An interest-rate cut in Thailand may be the best option to slow inflows that drove the baht to a 16- year high as capital controls would deter investors and push up funding costs, according to the Thai Bond Market Association.
Thai Finance Minister Kittiratt Na- Ranong said the central bank should cut the key interest rate by more than a quarter of a percentage point or implement capital controls to stem the baht’s rise, which is threatening exports.
Thai Prime Minister Yingluck Shinawatra’s administration is pushing the central bank to cut its key interest rate to slow foreign inflows that drove the baht to its strongest level in 16 years last month.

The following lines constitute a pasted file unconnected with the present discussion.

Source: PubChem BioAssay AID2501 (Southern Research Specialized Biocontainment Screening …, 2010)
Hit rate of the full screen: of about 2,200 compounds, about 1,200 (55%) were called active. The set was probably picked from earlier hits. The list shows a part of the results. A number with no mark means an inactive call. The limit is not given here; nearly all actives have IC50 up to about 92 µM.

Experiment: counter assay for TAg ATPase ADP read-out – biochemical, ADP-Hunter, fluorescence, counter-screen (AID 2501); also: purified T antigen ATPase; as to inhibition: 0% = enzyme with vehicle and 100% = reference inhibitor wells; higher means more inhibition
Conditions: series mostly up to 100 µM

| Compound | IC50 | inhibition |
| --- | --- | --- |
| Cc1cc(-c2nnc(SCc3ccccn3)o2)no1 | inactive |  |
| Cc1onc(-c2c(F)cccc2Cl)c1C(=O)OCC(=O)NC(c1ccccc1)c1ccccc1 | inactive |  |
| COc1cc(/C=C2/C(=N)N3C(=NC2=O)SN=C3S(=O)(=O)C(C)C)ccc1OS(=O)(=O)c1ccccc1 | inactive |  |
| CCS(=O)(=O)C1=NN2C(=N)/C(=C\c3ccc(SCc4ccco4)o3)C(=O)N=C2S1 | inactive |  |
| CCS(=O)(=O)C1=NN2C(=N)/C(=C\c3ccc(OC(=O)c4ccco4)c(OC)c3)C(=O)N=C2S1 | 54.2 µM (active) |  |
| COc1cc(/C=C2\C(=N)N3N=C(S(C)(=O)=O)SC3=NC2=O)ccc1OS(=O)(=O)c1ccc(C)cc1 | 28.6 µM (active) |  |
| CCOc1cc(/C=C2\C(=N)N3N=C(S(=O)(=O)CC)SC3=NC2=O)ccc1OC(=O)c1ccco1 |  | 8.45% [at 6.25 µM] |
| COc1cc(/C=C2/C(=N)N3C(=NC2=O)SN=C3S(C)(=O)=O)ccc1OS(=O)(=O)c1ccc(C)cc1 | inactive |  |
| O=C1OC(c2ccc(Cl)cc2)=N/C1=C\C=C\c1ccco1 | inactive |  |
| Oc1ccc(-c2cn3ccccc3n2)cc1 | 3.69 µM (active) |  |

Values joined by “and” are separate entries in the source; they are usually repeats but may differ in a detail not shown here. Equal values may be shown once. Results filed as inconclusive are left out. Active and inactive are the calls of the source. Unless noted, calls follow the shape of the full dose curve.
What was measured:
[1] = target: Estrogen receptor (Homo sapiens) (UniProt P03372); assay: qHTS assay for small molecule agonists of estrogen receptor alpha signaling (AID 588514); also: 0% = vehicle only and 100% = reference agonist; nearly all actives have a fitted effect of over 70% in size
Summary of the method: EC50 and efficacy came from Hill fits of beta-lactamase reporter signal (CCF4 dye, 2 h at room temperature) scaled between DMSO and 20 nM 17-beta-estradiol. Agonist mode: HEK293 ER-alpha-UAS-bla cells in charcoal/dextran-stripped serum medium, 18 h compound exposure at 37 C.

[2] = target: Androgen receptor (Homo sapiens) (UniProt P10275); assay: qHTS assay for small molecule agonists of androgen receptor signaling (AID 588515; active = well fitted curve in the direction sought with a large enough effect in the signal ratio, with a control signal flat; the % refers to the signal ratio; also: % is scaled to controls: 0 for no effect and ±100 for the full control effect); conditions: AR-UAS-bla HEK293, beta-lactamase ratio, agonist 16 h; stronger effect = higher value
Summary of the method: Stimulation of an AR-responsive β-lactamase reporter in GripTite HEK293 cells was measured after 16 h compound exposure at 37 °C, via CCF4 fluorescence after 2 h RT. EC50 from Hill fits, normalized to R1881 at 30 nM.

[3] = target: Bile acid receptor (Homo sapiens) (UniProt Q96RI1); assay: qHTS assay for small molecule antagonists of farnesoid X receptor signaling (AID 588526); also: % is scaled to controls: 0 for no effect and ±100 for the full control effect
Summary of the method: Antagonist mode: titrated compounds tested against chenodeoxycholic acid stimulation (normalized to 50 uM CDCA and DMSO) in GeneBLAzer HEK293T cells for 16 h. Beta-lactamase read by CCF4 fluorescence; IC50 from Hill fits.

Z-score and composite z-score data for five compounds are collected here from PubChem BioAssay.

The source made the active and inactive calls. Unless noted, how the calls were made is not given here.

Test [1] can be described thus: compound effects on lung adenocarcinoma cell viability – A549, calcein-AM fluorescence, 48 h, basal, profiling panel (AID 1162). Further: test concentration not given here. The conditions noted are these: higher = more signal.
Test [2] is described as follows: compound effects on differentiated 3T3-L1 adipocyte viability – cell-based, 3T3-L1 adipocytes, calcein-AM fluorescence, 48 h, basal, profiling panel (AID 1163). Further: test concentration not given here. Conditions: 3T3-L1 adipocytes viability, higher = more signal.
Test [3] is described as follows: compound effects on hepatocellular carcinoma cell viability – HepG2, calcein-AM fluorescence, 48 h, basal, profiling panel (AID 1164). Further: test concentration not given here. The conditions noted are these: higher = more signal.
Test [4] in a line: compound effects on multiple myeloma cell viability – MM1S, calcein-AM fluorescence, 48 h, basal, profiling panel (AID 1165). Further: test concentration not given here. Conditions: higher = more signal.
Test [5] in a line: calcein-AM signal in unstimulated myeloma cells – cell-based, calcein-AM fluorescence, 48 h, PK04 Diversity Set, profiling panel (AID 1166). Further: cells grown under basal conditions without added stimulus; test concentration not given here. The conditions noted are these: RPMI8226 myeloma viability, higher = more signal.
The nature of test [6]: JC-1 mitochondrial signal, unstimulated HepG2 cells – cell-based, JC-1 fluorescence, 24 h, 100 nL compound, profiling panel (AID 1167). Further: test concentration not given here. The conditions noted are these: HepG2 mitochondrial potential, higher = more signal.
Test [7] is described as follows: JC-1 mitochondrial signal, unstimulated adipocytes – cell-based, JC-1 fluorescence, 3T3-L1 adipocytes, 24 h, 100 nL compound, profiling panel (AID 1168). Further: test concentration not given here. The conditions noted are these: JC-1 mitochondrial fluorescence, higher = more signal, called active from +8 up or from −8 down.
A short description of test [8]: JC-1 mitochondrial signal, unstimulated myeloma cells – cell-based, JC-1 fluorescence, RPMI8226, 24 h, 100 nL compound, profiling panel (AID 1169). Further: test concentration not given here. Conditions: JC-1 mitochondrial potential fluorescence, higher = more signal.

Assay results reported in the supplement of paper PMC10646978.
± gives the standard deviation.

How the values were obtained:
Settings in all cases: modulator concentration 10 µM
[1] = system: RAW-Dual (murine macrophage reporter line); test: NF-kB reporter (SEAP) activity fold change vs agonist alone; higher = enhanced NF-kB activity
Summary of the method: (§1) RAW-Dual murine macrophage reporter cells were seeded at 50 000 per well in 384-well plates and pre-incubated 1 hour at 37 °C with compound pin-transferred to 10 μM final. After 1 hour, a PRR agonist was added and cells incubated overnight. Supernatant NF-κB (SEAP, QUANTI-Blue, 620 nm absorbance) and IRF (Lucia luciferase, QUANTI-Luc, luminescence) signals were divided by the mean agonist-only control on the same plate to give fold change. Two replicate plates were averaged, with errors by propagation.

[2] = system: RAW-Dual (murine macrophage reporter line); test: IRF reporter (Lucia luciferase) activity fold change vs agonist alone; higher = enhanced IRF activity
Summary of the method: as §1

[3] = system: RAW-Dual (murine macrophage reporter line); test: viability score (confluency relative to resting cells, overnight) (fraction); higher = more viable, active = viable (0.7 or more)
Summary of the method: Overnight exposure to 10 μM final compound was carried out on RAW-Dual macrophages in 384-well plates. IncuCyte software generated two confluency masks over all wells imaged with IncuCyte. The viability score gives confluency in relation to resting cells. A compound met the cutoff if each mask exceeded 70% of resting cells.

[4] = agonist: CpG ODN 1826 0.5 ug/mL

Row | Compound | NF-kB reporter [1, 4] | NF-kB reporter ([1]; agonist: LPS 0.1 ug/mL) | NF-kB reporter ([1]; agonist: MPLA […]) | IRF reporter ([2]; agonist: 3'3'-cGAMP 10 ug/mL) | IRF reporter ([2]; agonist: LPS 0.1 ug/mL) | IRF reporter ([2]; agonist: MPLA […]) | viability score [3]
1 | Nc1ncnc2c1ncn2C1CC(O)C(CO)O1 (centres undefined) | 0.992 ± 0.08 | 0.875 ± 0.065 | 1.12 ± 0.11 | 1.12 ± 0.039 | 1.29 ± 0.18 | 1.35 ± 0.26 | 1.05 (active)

The Thai baht’s biggest quarterly gain against the yen since 1998 was enough reason for Kornkarun Cheewatrakoolpong, a 32-year-old economics lecturer in Bangkok, to change her honeymoon destination to Japan from Italy.
The euro fell to a two-week low against the dollar as a report showed weakening services and manufacturing in the region, adding to speculation the European Central Bank will lower interest rates to spur economic growth.